M i l e 0 . The headlamps of runners seem to be dancing in the cool, pitch-black morning. It’s 6 a.m. and there’s nervous tension, camaraderie between strangers. I fist-bump fellow runner Ann and wish her luck. I kiss K, my ride to the start who is also my love. Off we go. Easy up the single-track. We walk in the dark, up the steep hills. Ann is right behind me and she compliments me — for starting slowly, for not losing myself and my energy in those first adrenaline-fueled miles. Not this time.
M i l e 3 . I know this creek, but I have never passed it. There’s a road bridge a few hundred meters away! Whatever, they want us to cross though knee-deep, not-warm water. I worry for a moment: about cold, soaking feet and socks and shoes for the next 47 miles. Then I decide worrying is pointless. Onward.
M i l e 7 . Warmed up and excited I arrive at the first aid station. It was gorgeous getting here, on trails and fire roads I know so well, deep in the Santa Monica mountains. The rising sun blew my fellow runners and me away. It’s beginning to feel like a perfect day. I quickly eat some banana, the stomach feels surprisingly calm. K hands me a fresh water bottle. Another kiss. I am off again, into the wild.
M i l e 15 . A glance at my watch, a missed tree root, and down I go at a decent downhill speed. I roll, curse, jump up, check for any serious damage, wipe some blood off my knee. And… moving on!
M i l e 22 . How come I feel so good after what’s almost a marathon with huge climbs? I don’t wait for the answer and fly down the fire road toward the Bonsal Aid station, where my Trailrunners Club-mates and K will be waiting. But first I see my friend Matt and his friend Kristine on the narrow trail. This makes me happy. She is injured but he jumps on the trail. We run and chat. Matt’s a good guy, which I already knew, but he proves it, patiently waiting while I refuel and kiss K yet again. Then Matt runs another mile with me, nicely distracting me as a huge uphill section stretches out in front of us.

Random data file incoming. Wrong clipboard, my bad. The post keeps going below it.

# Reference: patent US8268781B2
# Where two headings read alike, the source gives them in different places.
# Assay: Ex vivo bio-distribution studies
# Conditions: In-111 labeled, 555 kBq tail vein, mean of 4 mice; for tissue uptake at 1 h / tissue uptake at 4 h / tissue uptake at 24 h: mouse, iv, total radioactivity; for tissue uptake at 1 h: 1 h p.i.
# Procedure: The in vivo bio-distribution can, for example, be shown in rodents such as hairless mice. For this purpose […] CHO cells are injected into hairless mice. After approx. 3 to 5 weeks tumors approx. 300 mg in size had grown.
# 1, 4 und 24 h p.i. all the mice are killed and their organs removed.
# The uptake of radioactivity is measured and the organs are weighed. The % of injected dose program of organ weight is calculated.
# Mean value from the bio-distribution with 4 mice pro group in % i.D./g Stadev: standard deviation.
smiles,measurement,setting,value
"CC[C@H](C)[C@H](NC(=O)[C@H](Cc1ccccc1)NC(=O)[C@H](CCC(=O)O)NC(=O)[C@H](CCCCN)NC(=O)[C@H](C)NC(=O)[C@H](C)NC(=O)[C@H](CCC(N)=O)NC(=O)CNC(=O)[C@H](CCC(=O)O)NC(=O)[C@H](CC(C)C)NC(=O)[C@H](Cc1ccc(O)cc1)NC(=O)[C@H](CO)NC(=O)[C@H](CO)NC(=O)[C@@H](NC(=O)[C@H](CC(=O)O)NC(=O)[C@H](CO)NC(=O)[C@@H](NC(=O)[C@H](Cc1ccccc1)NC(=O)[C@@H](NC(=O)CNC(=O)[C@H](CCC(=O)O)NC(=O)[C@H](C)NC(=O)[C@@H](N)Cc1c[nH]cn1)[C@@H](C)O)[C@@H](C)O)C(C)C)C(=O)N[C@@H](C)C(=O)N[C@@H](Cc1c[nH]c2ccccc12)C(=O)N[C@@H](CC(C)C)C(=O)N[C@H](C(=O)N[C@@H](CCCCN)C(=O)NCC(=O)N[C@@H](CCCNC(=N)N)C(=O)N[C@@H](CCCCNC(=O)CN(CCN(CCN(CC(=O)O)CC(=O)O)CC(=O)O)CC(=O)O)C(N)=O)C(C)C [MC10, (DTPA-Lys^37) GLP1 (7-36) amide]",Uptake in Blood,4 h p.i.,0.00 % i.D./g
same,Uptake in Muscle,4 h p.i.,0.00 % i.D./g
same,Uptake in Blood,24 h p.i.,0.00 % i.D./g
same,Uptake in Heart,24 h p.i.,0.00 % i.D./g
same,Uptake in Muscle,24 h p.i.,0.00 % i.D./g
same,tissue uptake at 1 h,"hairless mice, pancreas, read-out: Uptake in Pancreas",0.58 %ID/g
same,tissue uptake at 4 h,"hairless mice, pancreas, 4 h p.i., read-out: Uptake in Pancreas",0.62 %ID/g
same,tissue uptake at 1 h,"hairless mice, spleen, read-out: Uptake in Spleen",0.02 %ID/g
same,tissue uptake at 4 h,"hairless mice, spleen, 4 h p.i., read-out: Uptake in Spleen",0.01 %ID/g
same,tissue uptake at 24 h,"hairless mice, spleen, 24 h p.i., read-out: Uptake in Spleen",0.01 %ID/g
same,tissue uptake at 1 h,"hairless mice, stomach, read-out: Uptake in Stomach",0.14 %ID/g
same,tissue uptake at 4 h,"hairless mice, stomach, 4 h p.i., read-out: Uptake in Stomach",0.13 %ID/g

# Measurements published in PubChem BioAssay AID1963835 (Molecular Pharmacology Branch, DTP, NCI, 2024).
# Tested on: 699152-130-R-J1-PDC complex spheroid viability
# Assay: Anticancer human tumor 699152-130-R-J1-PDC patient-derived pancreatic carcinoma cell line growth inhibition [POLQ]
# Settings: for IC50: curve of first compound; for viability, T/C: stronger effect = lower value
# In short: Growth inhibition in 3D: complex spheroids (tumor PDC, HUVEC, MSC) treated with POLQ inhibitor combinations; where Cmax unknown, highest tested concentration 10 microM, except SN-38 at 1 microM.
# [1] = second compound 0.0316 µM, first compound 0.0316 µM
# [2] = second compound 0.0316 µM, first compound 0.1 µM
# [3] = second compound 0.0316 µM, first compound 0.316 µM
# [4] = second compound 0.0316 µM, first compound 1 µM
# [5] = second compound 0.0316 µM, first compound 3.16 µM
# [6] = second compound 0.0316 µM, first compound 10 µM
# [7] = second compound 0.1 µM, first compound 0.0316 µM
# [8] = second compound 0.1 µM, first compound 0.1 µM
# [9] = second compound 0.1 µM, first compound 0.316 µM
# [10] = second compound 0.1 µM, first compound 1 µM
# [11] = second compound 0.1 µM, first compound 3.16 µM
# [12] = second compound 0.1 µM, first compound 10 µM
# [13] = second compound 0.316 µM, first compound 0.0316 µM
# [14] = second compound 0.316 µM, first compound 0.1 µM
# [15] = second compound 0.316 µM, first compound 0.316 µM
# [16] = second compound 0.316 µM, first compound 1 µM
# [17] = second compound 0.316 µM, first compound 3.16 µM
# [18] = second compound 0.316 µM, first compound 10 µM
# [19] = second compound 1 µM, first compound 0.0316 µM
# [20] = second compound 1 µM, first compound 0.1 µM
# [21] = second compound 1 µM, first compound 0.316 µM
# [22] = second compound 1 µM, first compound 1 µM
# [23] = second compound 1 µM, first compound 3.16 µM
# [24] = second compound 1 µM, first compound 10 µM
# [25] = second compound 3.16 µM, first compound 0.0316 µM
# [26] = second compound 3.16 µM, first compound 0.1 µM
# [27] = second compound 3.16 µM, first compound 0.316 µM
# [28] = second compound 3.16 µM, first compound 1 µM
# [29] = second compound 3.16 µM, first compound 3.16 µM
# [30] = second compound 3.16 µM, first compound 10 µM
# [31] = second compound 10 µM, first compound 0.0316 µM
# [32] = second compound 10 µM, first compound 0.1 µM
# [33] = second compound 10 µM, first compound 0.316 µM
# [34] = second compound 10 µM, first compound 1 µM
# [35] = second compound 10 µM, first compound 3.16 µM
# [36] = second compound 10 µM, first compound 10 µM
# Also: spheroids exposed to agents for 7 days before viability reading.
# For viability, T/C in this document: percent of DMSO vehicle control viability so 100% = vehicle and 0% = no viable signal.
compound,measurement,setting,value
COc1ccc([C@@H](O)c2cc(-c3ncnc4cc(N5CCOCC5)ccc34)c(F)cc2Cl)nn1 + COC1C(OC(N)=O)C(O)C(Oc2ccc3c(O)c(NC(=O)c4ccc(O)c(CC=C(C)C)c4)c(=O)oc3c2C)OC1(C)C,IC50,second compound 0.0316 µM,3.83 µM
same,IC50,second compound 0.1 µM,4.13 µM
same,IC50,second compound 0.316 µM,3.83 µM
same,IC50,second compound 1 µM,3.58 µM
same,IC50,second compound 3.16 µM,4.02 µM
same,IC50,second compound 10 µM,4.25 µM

M i l e 26 . I know these trails very well. Still, this climbing is slow! If I don’t keep drinking, if I don’t keep thinking happy thoughts, I risk the all too familiar slide into self-defeating thinking. Instead I focus on the next aid station and the cup of coke I know will be there. Passing runners as we push uphill cheers me up; the coke at the station is even better than imagined. I also wolf down a piece of potato dunked in salt, some banana, and a piece of a PB&J sandwich. It fills me, but as I run my stomach protests. Oh no.
M i l e 32 . This is new terrain: I am wandering into the great unknown; I have never in my life run this far. The 50Ks I ran back in 2010/2011 felt short and easy. I realize my race really begins here, in the final 20 miles. Hey, there’s K. She has parked, walked up the trail and now she runs with me. Perfect timing. My GI issues were distracting and I was allowing some self-doubt. K forces me to focus, to talk, to smile. She gives me my new blue shell as it is now raining and misting and generally pretty miserable up here on the mountain. When she heads back to car I get yet another kiss. A runner behind me yells out: you should marry that girl, man. He has seen her caring for me. I tell him: you’re right, and I will.
M i l e 40 . Will my toe need to be amputated? The pain is excruciating, sending an increasingly fast moving series of SOS messages to my brain. I walk, drink, take some Aleve. The good news: I don’t feel my tight calves, burning quads or hunger pangs — just that toe. I imagine a bloody mess and decide not to take off the shoe and look. I imagine it would be the end of this adventure. Yay denial.
M i l e 47 . Where’s that creek? I know it’s around here. Turns out I missed a well-marked turn after a long, steep downhill. I had run down the last huge mountain. After many miles in the 11-minute, 15-minute, even 18-minute range, it felt exquisite to go down at a sweet 6:20 pace. That’s when I knew my training paid off: downhill running can be tough, even dangerous when you are not ready for it, which is the reason I saw so many runners walk down gently and smartly. My descent on slippery, rocky terrain must have worn me out mentally, though, missing that turn. A kind fellow runner calls out, I follow, we cross the water. Now it’s one final push the last hill they call ‘the chihuahua’: small but mean, with a real bite. Come on, move! I channel my late grandfather Opa and tell myself to toughen up, lummel. Lazy fool, I think it meant — in the most loving of ways.
M i l e 50 . One more sweet downhill on the slippery switchbacks of Malibu Creek Park. I can hear K before I see her. She is proud, she says. I can’t speak. I swallow hard and run through the finish. Years of injury and frustration have ended right here, in this rain, on this quiet road, back at the spot where the headlamps danced around me this morning. That’s a wrap: fifty miles, fifty joyful miles, leading me home.
UPDATE (by request): the toe was absolutely fine. Not even a blister or damaged nail. I have no idea what caused that blistering pain late in the race. Can the mind imagine such pain? Why would it? Feedback welcome.